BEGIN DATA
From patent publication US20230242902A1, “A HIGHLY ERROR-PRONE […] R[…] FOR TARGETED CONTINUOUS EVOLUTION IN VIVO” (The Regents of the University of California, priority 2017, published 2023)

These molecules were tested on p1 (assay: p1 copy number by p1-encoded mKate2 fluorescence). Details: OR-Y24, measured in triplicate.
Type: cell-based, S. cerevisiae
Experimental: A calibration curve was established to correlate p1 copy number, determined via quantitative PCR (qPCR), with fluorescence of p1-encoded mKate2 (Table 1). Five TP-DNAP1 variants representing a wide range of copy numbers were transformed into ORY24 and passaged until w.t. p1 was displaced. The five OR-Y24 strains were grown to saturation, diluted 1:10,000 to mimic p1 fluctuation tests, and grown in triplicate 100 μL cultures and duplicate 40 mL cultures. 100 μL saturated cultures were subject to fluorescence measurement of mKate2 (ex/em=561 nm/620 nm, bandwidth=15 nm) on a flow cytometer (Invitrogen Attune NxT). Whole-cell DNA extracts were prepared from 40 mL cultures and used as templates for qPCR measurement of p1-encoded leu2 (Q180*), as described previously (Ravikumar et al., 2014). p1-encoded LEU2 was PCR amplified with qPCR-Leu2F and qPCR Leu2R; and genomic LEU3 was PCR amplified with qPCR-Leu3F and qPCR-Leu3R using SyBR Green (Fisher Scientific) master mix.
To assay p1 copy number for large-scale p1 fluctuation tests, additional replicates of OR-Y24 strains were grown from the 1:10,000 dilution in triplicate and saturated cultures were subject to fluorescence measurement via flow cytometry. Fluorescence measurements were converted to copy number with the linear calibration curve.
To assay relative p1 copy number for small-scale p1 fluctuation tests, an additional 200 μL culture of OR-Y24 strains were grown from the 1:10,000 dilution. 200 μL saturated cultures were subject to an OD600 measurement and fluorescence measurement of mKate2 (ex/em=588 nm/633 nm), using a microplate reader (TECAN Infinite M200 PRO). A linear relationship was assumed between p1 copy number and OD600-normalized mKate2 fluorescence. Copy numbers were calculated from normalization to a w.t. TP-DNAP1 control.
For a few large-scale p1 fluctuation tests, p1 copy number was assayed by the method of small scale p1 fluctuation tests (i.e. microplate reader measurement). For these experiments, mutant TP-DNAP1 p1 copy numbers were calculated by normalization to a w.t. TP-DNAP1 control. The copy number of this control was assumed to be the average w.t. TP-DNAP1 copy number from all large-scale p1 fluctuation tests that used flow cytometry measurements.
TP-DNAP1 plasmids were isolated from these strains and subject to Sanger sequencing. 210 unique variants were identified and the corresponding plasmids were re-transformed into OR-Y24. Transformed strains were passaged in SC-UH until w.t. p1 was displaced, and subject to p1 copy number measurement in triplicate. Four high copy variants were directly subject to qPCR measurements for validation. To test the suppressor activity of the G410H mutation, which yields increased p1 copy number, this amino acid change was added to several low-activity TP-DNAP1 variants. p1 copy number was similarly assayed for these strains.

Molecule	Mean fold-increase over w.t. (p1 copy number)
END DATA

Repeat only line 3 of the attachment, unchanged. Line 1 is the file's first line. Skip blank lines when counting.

Type: cell-based, S. cerevisiae